Hibernators Week: Mountain Pygmy Possum (Burramys parvus)
These teensy marsupials live in the Australian alps (and boast the saddest IUCN range map I’ve ever seen). They hibernate in the winter under a thick layer of snow. In the warmer months, they eat lots and lots and lots of moths, along with some other things, and also store berries and seeds to munch on when they occasionally wake from torpor. They’re the only marsupial that stores food, and I think they’re the only marsupial that hibernates, although I haven’t confirmed that for sure. They’re only about 4 inches long, with their prehensile tails adding another 6 inches on to that.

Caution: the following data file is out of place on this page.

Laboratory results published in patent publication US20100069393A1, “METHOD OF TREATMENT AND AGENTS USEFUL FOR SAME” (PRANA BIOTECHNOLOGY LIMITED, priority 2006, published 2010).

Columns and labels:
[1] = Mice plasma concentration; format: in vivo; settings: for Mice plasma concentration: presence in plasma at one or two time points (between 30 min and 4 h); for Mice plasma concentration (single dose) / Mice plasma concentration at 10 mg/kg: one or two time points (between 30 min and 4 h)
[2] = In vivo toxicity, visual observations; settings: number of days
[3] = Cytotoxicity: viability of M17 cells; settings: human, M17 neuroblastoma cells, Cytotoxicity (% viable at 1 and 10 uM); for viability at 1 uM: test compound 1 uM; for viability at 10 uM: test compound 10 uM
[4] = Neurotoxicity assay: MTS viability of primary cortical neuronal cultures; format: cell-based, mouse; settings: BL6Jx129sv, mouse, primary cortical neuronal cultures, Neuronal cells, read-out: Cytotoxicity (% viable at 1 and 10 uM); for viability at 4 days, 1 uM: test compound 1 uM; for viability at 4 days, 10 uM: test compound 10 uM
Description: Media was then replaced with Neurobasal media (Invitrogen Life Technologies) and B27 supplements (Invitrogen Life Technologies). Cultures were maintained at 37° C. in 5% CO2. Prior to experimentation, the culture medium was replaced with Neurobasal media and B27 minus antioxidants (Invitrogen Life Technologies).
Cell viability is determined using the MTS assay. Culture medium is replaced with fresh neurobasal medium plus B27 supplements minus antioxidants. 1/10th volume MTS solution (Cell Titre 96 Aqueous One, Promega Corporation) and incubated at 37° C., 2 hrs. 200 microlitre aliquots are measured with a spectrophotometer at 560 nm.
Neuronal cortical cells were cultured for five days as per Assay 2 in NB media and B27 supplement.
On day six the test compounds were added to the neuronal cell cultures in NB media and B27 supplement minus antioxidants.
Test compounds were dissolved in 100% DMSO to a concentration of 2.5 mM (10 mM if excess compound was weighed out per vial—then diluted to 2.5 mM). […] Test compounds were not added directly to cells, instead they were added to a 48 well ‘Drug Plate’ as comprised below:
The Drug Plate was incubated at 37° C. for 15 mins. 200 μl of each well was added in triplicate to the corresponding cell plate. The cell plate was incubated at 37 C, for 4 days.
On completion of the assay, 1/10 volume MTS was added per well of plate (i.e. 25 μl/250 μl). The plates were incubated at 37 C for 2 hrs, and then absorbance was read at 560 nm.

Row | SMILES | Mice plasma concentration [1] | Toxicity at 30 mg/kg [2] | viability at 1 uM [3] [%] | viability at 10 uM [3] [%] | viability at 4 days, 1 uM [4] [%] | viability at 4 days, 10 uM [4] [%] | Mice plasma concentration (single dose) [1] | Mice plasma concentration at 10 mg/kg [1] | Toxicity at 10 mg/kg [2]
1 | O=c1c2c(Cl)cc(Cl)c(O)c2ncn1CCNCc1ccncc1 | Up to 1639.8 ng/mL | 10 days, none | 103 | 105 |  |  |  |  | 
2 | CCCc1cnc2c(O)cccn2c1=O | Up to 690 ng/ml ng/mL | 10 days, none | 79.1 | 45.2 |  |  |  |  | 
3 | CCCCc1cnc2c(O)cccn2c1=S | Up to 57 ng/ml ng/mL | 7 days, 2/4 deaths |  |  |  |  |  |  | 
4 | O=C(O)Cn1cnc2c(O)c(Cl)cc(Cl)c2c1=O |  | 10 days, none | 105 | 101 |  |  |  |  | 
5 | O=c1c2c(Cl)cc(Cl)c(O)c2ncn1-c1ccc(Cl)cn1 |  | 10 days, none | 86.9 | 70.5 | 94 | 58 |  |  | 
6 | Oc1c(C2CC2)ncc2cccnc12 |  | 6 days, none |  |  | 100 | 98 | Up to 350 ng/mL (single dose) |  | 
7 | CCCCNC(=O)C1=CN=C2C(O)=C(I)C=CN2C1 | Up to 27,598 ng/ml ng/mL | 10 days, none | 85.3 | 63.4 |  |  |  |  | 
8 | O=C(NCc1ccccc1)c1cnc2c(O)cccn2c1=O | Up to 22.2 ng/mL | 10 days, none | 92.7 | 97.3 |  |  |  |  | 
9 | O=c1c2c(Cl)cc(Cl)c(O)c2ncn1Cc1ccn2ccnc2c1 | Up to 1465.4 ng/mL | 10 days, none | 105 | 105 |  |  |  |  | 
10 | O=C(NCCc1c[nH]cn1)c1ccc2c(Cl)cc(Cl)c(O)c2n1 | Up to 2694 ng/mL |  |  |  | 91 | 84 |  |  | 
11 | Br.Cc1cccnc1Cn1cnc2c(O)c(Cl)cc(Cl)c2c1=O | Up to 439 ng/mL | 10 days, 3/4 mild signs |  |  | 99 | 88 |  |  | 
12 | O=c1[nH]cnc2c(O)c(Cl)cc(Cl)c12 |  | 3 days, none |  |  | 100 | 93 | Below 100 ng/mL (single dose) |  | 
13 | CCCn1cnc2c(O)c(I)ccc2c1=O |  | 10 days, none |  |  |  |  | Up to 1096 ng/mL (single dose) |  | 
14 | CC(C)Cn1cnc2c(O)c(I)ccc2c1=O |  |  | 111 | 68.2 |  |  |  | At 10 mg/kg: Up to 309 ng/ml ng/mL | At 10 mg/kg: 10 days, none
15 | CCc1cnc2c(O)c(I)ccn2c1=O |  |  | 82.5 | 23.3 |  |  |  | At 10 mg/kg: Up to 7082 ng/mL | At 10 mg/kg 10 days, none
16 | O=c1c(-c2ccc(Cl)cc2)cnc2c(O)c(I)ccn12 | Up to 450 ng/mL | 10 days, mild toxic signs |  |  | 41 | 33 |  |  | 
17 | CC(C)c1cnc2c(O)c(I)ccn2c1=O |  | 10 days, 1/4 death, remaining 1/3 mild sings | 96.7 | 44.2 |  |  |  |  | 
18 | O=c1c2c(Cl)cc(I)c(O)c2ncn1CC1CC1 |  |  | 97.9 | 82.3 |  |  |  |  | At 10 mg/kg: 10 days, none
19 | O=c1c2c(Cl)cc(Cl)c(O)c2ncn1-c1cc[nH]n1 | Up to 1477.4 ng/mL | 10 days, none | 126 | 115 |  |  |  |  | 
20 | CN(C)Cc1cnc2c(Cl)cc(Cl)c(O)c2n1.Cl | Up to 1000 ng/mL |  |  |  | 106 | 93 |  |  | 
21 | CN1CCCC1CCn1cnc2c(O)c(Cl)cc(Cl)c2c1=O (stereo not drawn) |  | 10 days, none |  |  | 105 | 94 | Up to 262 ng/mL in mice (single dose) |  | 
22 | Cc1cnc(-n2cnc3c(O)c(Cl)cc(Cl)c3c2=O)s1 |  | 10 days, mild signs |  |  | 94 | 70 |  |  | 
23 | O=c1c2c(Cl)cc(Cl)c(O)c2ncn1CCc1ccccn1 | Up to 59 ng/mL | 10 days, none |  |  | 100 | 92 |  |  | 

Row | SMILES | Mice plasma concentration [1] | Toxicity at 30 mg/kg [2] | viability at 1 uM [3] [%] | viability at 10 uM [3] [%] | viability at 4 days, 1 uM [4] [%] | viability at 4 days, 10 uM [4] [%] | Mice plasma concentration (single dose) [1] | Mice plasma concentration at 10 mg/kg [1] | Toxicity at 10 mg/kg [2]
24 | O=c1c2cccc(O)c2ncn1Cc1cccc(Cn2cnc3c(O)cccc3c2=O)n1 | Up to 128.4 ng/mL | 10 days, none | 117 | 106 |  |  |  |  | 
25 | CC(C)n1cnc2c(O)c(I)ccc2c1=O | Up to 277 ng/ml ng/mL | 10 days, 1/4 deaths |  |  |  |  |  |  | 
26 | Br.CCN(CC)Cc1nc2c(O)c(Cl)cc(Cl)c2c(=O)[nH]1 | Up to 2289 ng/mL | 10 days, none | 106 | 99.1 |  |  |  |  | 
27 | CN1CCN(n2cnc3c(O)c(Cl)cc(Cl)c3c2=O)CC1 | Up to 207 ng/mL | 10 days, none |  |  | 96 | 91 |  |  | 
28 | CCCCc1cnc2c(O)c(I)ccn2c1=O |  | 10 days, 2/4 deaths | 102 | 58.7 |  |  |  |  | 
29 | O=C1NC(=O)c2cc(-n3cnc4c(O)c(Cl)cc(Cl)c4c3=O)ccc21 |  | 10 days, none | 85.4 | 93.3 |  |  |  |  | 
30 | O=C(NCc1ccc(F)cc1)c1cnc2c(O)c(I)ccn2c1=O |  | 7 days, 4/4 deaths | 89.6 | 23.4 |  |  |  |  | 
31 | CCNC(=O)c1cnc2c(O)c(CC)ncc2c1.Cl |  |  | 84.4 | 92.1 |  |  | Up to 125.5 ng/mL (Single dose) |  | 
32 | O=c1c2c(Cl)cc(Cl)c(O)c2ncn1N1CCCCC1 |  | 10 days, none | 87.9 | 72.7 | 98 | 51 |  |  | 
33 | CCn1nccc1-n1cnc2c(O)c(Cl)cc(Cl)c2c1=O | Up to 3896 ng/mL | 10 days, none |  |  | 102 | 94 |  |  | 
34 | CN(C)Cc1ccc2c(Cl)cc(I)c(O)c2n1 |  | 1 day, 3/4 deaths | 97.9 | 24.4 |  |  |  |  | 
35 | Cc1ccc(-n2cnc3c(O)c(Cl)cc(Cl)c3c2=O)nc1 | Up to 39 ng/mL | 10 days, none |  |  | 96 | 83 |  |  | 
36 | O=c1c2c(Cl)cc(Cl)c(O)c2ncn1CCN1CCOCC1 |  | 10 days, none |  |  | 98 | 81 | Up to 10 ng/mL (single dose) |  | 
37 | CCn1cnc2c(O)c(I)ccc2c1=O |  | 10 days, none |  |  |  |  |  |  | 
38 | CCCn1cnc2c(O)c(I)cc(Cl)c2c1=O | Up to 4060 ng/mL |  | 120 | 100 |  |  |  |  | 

A recent study found that animals that hibernate or burrow are less likely to become endangered or extinct. The theory is that hibernation and burrowing protects them from environmental changes. Sadly, that isn’t the case for the mountain pygmy possum, whose population is being ravaged by the Australian skiing industry. Is it more important to have perfectly groomed slopes to schuss down, or to keep this evolutionarily distinct mammal alive? We may find out too late.
(I’m not purposely picking the most sad-case endangered animals to share with you, by the way. Not at all. It just turns out that we humans have a whole lot to answer for when it comes to the other animals on the planet. I think my next theme week should be Mammals There Are Too Darn Many Of, just to cheer us up. But then again, there are often Too Darn Many of a mammal because there are Too Darn Few of another one, usually because of something humans did.)
ARKive has some nice videos of the adorable mountain pygmy possum. I like the one that’s catching moths to eat.